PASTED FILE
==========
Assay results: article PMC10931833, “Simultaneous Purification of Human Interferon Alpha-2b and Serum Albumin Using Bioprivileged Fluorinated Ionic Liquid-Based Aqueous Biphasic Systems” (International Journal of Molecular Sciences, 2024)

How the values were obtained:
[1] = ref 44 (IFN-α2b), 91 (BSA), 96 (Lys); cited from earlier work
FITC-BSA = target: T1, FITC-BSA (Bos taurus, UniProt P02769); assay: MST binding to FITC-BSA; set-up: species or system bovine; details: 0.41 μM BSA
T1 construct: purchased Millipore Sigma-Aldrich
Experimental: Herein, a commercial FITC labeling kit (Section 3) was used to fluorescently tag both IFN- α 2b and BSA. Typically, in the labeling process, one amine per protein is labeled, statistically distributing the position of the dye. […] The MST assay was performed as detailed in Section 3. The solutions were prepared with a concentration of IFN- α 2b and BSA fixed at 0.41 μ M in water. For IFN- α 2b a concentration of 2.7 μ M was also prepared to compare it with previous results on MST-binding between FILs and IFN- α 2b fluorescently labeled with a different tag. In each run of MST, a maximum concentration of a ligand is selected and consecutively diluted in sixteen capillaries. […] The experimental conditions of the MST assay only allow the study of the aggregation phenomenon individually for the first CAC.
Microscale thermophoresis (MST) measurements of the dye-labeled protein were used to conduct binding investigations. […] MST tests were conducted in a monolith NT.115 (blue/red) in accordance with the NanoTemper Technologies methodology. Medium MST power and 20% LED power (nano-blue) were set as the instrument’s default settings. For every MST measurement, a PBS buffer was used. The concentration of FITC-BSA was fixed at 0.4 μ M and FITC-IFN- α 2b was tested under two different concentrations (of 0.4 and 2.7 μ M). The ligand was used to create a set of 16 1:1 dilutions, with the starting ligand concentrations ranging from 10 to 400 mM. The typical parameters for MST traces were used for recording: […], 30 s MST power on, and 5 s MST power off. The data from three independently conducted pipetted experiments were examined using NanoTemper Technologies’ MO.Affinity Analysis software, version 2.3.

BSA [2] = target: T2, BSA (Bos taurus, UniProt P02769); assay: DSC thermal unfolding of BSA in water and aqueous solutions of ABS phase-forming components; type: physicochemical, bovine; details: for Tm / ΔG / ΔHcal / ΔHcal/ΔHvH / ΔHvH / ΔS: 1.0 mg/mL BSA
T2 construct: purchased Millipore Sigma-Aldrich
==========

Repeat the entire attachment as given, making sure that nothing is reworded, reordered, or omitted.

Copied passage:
Assay results: article PMC10931833, “Simultaneous Purification of Human Interferon Alpha-2b and Serum Albumin Using Bioprivileged Fluorinated Ionic Liquid-Based Aqueous Biphasic Systems” (International Journal of Molecular Sciences, 2024)

How the values were obtained:
[1] = ref 44 (IFN-α2b), 91 (BSA), 96 (Lys); cited from earlier work
FITC-BSA = target: T1, FITC-BSA (Bos taurus, UniProt P02769); assay: MST binding to FITC-BSA; set-up: species or system bovine; details: 0.41 μM BSA
T1 construct: purchased Millipore Sigma-Aldrich
Experimental: Herein, a commercial FITC labeling kit (Section 3) was used to fluorescently tag both IFN- α 2b and BSA. Typically, in the labeling process, one amine per protein is labeled, statistically distributing the position of the dye. […] The MST assay was performed as detailed in Section 3. The solutions were prepared with a concentration of IFN- α 2b and BSA fixed at 0.41 μ M in water. For IFN- α 2b a concentration of 2.7 μ M was also prepared to compare it with previous results on MST-binding between FILs and IFN- α 2b fluorescently labeled with a different tag. In each run of MST, a maximum concentration of a ligand is selected and consecutively diluted in sixteen capillaries. […] The experimental conditions of the MST assay only allow the study of the aggregation phenomenon individually for the first CAC.
Microscale thermophoresis (MST) measurements of the dye-labeled protein were used to conduct binding investigations. […] MST tests were conducted in a monolith NT.115 (blue/red) in accordance with the NanoTemper Technologies methodology. Medium MST power and 20% LED power (nano-blue) were set as the instrument’s default settings. For every MST measurement, a PBS buffer was used. The concentration of FITC-BSA was fixed at 0.4 μ M and FITC-IFN- α 2b was tested under two different concentrations (of 0.4 and 2.7 μ M). The ligand was used to create a set of 16 1:1 dilutions, with the starting ligand concentrations ranging from 10 to 400 mM. The typical parameters for MST traces were used for recording: […], 30 s MST power on, and 5 s MST power off. The data from three independently conducted pipetted experiments were examined using NanoTemper Technologies’ MO.Affinity Analysis software, version 2.3.

BSA [2] = target: T2, BSA (Bos taurus, UniProt P02769); assay: DSC thermal unfolding of BSA in water and aqueous solutions of ABS phase-forming components; type: physicochemical, bovine; details: for Tm / ΔG / ΔHcal / ΔHcal/ΔHvH / ΔHvH / ΔS: 1.0 mg/mL BSA
T2 construct: purchased Millipore Sigma-Aldrich